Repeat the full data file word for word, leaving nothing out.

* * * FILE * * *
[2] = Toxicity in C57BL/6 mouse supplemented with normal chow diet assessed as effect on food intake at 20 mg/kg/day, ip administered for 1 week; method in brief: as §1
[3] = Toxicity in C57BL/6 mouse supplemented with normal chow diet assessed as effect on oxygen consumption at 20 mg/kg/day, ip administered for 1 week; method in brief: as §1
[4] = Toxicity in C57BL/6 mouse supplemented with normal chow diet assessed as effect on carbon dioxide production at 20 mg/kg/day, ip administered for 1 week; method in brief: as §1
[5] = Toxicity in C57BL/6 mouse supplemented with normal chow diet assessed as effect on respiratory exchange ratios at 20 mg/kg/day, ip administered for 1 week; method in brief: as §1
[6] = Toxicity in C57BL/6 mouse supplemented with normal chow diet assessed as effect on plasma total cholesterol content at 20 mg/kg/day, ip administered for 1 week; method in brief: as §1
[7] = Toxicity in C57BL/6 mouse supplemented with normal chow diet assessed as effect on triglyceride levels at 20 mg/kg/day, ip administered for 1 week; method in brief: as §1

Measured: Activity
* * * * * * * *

[2] = Toxicity in C57BL/6 mouse supplemented with normal chow diet assessed as effect on food intake at 20 mg/kg/day, ip administered for 1 week; method in brief: as §1
[3] = Toxicity in C57BL/6 mouse supplemented with normal chow diet assessed as effect on oxygen consumption at 20 mg/kg/day, ip administered for 1 week; method in brief: as §1
[4] = Toxicity in C57BL/6 mouse supplemented with normal chow diet assessed as effect on carbon dioxide production at 20 mg/kg/day, ip administered for 1 week; method in brief: as §1
[5] = Toxicity in C57BL/6 mouse supplemented with normal chow diet assessed as effect on respiratory exchange ratios at 20 mg/kg/day, ip administered for 1 week; method in brief: as §1
[6] = Toxicity in C57BL/6 mouse supplemented with normal chow diet assessed as effect on plasma total cholesterol content at 20 mg/kg/day, ip administered for 1 week; method in brief: as §1
[7] = Toxicity in C57BL/6 mouse supplemented with normal chow diet assessed as effect on triglyceride levels at 20 mg/kg/day, ip administered for 1 week; method in brief: as §1

Measured: Activity